The satellites Mongolia utilizes are foreign, mostly NASA-satellites such as MODIS. The country once had the ambition to launch its own satellite, called MongolSat, but despite the plans to launch in 2013 no satellite was ever built.
However, for such a small space program Mongolia did send a citizen into space. The astronaut with the unpronouncable name of Jügderdemidiin Gürragchaa flew to the Soviet Salyut 6-station on the Soyuz 39-mission. This was in 1981, and Gürragchaa was in space for 7 days and 20 hours. Gürragchaa was the first and so far only Mongolian into space, and at the time only the second Asian the leave Earth’s atmosphere.
Uganda is one of the poorest countries on the planet, but despite a GDP of only 26 billion dollars the country’s then-president Idi Amin once launched a rather ambitious space program.
In 1971, at the height of the Apollo program, the newly installed dictator Idi Amin had big plans, none of which were even remotely close to being serious. The plans consisted of sending man to the moon and even to Mars in a matter of a few years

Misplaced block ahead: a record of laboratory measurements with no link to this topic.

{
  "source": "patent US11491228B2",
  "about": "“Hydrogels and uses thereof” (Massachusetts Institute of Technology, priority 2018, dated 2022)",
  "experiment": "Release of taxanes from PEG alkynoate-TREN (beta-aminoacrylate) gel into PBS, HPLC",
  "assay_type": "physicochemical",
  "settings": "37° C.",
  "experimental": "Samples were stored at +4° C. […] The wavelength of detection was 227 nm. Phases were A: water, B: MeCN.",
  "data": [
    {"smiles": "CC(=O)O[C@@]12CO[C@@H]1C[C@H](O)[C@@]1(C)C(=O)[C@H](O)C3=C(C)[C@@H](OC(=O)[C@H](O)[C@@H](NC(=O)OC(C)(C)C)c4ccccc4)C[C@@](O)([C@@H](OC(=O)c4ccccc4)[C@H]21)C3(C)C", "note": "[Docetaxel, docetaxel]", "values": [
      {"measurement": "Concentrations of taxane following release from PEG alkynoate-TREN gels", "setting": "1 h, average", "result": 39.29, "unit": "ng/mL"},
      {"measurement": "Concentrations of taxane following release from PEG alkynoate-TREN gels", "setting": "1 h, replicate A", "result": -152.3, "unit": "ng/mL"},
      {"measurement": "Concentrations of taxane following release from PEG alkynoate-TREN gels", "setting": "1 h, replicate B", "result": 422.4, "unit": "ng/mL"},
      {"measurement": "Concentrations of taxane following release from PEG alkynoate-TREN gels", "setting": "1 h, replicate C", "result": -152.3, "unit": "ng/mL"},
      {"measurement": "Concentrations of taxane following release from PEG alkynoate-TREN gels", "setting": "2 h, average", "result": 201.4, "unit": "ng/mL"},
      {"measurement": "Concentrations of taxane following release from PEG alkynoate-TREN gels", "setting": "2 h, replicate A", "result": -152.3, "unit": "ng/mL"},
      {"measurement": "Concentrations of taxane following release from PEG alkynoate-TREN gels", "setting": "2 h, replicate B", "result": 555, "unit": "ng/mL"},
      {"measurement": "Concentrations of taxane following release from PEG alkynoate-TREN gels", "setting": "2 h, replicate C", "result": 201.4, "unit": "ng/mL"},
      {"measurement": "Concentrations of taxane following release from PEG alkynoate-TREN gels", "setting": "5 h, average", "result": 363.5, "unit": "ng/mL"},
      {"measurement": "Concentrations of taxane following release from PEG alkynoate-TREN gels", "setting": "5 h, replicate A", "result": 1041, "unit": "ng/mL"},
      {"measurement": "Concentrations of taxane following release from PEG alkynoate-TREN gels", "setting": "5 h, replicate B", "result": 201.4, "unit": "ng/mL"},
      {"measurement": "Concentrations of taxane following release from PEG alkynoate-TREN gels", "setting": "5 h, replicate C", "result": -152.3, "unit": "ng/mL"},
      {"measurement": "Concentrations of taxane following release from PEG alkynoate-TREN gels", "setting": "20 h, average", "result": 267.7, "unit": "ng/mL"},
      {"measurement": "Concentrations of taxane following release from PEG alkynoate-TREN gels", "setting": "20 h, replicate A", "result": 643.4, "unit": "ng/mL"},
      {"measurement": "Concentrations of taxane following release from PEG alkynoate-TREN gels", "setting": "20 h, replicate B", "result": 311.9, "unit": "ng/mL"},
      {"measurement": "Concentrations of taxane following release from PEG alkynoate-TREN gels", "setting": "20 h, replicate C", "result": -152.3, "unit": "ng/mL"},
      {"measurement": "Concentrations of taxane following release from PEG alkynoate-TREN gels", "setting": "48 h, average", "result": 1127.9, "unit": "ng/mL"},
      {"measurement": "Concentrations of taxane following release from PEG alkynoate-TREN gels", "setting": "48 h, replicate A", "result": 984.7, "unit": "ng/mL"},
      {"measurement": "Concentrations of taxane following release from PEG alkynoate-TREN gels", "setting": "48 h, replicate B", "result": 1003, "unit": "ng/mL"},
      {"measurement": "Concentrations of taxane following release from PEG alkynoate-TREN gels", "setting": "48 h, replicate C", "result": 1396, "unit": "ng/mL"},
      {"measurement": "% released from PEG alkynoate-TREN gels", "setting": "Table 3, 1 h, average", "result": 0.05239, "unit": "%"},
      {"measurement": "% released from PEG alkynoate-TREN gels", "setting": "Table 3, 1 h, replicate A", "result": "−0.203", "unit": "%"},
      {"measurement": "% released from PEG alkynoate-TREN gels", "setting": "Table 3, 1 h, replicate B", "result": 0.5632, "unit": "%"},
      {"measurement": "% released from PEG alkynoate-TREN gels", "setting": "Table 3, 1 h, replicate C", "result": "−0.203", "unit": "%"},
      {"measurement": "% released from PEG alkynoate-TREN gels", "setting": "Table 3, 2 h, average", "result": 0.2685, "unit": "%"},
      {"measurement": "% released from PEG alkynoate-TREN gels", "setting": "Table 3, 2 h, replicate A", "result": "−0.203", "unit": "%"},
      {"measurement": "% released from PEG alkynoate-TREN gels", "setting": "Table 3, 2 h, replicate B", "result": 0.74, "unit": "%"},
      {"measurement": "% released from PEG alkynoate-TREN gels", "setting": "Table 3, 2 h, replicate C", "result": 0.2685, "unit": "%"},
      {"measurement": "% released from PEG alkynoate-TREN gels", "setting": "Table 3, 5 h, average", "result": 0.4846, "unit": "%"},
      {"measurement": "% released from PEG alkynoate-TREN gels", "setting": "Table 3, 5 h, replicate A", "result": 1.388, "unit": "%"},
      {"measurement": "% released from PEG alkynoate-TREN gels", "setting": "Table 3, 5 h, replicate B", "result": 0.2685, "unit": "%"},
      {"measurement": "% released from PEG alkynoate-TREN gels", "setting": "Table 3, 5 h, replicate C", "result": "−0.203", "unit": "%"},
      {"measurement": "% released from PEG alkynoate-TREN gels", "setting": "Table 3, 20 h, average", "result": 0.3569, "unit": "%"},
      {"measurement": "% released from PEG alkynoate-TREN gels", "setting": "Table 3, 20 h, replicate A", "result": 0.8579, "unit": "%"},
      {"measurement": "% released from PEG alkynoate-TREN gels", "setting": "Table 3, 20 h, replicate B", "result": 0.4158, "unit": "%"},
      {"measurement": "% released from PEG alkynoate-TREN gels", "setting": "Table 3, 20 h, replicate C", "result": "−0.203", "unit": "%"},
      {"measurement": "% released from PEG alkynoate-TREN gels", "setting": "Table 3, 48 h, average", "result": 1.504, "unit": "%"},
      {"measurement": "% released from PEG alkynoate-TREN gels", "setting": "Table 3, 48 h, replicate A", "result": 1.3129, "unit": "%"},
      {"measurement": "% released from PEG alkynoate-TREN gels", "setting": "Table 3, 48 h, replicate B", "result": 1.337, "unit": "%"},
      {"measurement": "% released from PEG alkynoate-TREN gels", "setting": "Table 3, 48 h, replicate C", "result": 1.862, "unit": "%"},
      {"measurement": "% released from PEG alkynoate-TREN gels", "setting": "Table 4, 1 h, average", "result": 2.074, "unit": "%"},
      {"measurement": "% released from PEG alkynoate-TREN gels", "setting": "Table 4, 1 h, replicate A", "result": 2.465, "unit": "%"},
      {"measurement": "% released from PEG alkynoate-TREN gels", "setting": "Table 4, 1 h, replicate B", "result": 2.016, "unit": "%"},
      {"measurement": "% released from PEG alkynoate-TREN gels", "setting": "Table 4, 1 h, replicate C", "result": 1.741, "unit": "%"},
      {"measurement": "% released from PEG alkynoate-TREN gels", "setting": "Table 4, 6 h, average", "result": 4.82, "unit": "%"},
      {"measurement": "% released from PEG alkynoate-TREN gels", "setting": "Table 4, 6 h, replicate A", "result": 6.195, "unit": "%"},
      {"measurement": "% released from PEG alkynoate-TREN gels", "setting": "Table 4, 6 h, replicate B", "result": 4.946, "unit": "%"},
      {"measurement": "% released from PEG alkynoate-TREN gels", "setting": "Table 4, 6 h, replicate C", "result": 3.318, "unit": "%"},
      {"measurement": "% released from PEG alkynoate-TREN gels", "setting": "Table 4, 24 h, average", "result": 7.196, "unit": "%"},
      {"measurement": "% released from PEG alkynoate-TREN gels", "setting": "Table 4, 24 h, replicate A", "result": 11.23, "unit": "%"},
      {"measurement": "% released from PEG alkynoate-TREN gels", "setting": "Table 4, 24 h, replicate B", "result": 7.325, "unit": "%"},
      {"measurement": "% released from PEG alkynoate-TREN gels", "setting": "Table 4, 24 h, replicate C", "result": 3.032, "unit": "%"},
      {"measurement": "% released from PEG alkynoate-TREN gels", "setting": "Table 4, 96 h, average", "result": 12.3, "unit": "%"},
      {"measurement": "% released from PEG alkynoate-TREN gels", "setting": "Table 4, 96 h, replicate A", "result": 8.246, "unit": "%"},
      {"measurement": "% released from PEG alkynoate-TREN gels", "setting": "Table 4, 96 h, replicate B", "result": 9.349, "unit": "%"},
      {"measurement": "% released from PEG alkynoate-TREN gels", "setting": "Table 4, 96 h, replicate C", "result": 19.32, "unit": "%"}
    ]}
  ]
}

Uganda’s ambitious program actually did get a little further than just the blueprints, but don’t imagine too much of that. In fact, the only thing that physically materialized from Amin’s crazy ideas were a tire track in the woods, to be used for astronaut training.
Despite the idiotic brain waves of a ludicrous dictator, Uganda at times attempts to set up new space initiatives. In 1996, several courses in space science were introduced to the University of Mbara, and Uganda is a member of the United Nations Office for Outer Space Affairs and occasionally gets invited into think tanks, mostly to do with Earth observation programs. More importantly, Uganda is one of the most vocal proponents of a global space law.
The country has often tried to its geographical advantage of being so close to the equator, but a real spaceport has never been established. Political turmoil has never made a spaceport a priority, despite it being one of the most ideal locations for leasing it out to other nations.